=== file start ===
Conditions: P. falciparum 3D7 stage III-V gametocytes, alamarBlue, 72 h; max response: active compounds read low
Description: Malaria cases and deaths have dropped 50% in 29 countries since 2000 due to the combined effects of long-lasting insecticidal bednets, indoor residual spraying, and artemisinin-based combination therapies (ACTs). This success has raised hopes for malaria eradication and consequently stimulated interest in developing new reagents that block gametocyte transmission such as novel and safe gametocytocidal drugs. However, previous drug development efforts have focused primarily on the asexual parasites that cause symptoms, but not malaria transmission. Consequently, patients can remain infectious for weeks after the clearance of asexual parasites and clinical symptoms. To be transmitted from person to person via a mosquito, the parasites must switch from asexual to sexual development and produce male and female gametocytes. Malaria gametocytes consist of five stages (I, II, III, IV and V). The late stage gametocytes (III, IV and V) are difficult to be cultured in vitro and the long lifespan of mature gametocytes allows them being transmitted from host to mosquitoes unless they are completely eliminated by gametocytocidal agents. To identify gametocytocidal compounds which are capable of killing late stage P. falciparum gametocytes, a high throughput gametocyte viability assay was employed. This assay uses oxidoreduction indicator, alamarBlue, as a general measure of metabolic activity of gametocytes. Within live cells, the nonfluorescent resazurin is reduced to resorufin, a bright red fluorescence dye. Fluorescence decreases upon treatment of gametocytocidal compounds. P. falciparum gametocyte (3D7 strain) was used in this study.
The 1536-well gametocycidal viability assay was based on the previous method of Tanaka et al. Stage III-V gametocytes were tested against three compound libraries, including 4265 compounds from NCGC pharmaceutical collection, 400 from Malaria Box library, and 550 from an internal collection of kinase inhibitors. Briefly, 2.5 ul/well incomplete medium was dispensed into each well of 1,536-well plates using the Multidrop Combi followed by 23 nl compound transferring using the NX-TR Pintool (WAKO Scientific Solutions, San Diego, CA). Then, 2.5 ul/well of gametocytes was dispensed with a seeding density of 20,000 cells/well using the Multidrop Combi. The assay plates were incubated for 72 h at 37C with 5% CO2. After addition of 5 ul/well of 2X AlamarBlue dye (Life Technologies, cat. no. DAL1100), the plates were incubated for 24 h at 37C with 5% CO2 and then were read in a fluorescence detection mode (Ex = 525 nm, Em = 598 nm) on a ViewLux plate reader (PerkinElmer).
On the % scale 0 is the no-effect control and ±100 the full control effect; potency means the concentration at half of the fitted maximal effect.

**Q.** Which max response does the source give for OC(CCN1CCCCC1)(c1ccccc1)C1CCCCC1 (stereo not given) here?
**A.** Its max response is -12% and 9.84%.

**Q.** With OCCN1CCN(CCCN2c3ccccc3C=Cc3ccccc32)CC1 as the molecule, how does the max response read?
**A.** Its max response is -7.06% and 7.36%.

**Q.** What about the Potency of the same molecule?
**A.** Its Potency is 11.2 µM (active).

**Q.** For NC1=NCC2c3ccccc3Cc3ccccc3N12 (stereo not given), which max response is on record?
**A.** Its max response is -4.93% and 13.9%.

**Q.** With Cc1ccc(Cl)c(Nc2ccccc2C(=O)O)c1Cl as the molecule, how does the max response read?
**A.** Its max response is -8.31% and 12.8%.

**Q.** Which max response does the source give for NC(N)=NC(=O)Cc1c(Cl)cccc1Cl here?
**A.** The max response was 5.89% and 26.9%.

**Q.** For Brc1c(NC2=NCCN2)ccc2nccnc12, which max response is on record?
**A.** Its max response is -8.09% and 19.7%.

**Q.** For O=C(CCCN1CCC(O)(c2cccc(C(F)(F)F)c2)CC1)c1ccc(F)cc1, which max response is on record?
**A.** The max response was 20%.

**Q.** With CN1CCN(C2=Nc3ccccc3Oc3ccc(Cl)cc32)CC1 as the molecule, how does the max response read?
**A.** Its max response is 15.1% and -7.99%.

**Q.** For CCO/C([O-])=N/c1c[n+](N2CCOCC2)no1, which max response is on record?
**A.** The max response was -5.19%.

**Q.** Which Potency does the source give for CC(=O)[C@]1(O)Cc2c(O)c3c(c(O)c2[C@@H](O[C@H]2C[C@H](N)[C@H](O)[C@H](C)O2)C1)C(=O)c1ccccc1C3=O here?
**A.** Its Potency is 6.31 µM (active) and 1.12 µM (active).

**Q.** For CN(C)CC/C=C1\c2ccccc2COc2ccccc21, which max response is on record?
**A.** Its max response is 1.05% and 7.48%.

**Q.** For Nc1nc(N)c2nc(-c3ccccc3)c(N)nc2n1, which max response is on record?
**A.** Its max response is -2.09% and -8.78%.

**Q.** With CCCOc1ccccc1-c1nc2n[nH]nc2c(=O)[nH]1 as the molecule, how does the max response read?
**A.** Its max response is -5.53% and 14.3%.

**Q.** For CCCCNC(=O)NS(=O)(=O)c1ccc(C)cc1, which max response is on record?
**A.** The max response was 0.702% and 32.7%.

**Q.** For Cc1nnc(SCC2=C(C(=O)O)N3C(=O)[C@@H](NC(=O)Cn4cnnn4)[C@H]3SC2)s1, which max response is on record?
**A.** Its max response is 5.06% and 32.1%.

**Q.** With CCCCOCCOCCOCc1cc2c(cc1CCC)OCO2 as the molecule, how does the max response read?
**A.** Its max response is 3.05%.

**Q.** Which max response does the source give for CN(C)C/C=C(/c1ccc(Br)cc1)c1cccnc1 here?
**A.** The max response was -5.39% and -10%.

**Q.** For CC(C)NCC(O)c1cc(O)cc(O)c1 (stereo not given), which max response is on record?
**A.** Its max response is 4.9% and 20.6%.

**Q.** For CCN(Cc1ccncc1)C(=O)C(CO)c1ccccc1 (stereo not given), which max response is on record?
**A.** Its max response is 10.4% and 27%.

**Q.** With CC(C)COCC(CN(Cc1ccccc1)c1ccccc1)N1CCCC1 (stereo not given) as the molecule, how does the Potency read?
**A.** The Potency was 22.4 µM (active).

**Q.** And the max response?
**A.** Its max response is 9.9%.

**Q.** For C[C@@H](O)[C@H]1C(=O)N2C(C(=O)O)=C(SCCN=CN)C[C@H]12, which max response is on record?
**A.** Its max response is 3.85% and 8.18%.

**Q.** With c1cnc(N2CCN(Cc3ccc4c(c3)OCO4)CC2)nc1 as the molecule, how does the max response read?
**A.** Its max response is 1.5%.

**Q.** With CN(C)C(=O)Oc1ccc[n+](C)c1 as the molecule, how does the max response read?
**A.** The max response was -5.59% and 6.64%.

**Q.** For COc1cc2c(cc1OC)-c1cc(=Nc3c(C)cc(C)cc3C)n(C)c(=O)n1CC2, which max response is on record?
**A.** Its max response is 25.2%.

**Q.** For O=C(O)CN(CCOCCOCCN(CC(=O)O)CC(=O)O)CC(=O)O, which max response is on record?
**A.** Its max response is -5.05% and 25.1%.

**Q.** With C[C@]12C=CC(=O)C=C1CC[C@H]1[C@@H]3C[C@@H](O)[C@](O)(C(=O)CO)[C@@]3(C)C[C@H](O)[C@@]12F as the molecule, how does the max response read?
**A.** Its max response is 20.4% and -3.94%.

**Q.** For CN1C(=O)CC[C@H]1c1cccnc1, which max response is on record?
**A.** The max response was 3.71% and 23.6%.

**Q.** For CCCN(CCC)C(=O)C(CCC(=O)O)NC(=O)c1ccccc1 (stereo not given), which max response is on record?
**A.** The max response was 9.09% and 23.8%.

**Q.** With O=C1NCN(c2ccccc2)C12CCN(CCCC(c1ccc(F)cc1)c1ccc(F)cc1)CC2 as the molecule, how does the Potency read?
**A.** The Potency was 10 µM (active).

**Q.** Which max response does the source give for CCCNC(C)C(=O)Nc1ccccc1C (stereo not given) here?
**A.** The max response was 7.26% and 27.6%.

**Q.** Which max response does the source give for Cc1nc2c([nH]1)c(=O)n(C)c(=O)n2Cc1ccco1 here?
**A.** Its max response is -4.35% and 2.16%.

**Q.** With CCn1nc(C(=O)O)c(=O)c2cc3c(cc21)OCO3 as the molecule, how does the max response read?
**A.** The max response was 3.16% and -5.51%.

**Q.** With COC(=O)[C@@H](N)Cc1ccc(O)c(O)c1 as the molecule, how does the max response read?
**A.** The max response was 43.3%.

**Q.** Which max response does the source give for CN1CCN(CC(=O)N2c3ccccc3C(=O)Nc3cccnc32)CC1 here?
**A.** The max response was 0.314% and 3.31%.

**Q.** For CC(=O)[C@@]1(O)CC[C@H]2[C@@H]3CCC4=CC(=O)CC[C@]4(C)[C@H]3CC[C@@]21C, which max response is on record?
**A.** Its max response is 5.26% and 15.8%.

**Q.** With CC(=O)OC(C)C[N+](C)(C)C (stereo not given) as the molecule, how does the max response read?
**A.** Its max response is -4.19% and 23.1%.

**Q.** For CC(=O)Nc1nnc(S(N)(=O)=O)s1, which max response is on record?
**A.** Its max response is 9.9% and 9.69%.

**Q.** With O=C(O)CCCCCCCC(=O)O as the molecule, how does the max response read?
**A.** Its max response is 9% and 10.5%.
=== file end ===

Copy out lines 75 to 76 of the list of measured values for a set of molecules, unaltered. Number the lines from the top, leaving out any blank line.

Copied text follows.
**Q.** Which max response does the source give for CN1CCN(CC(=O)N2c3ccccc3C(=O)Nc3cccnc32)CC1 here?
**A.** The max response was 0.314% and 3.31%.